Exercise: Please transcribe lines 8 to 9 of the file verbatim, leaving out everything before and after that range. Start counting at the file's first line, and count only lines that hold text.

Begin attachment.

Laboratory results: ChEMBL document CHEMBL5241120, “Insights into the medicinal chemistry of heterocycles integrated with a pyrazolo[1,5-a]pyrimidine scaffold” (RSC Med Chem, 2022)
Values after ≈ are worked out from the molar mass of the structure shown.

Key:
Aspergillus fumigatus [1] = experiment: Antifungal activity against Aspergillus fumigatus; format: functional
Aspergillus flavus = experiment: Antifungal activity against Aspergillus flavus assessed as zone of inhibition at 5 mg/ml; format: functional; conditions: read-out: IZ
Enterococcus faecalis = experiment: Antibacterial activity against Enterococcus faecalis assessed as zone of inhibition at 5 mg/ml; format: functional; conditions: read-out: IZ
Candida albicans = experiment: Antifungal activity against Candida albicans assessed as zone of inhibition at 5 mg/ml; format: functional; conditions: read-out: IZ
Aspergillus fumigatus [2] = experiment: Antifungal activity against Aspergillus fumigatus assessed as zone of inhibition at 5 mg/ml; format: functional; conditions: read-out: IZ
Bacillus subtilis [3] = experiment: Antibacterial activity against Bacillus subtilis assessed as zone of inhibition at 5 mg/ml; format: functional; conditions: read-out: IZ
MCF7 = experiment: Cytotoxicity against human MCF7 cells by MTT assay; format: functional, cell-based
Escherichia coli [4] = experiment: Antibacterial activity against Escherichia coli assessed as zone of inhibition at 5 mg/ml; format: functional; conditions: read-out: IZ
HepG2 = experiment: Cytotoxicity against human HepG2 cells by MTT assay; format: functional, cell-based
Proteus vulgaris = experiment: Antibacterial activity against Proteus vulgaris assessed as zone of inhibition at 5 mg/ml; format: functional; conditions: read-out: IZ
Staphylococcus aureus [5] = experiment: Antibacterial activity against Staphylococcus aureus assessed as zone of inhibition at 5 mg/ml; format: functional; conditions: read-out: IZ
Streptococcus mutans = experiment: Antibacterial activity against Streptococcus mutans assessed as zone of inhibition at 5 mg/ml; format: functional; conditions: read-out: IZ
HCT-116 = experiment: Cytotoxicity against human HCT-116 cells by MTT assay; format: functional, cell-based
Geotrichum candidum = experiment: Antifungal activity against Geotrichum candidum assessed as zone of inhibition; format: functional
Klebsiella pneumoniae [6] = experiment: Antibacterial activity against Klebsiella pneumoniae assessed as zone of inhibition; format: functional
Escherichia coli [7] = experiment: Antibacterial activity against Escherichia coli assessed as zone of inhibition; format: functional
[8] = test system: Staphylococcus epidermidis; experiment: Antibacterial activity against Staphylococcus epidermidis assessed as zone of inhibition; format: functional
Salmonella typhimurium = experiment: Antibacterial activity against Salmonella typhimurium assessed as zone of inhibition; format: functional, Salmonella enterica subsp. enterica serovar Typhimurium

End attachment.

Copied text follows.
Aspergillus fumigatus [2] = experiment: Antifungal activity against Aspergillus fumigatus assessed as zone of inhibition at 5 mg/ml; format: functional; conditions: read-out: IZ
Bacillus subtilis [3] = experiment: Antibacterial activity against Bacillus subtilis assessed as zone of inhibition at 5 mg/ml; format: functional; conditions: read-out: IZ